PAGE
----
Although the Supreme Court ruled that cable operators don't have to notify subscribers of their right not to receive channels they don't subscribe to, the FCC is encouraging operators to tell them anyway, and "on a regular basis."
In an advisory to the industry Thursday on the scrambling issue, the Cable Services Bureau suggested using a bill insert, mailing or "any other reasonable form of written communication." The bureau also said it expects operators to respond to consumer signal-bleed complaints within seven days.
Signal bleed is when some portion of an inadequately scrambled channel's audio or video can be seen by a viewer who does not subscribe to that channel. The issue focuses primarily on adult channels, for obvious reasons.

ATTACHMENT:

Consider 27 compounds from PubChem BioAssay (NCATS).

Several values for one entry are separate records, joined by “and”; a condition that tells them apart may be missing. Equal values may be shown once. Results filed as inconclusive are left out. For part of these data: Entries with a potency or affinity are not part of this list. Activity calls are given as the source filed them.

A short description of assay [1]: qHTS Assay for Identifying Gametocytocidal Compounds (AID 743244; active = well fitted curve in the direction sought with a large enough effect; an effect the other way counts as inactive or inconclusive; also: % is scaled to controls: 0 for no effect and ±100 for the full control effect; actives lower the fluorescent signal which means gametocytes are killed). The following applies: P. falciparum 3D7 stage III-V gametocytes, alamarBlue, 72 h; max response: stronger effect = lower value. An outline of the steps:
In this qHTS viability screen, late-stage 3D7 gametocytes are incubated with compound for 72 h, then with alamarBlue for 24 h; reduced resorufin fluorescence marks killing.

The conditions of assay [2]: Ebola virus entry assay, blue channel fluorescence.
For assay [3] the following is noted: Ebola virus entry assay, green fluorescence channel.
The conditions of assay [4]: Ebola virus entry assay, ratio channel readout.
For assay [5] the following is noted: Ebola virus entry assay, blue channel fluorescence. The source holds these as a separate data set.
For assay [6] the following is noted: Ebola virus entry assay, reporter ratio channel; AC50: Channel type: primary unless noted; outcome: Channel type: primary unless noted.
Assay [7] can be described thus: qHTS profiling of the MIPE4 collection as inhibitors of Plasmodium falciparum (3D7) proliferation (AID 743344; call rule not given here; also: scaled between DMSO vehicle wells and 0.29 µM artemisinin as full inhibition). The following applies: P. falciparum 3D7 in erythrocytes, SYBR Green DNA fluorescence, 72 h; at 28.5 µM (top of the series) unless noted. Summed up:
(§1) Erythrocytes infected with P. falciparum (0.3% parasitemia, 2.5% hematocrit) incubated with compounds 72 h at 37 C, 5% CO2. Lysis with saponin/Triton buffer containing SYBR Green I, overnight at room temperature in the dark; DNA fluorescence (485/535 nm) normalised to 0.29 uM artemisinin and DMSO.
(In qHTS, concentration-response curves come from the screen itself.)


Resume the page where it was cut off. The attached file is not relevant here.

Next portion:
Not taking any chances, the FCC also posted a fact sheet on its Web site Thursday and will otherwise spread the word to consumers about their channel-blocking rights and provide other tips on how to "prevent the viewing of objectionable programming."
Those tips include a lockbox, which a subscriber can use to lock out cable channels, and the V-chip blocking technology mandated in all new TVs. - John Eggerton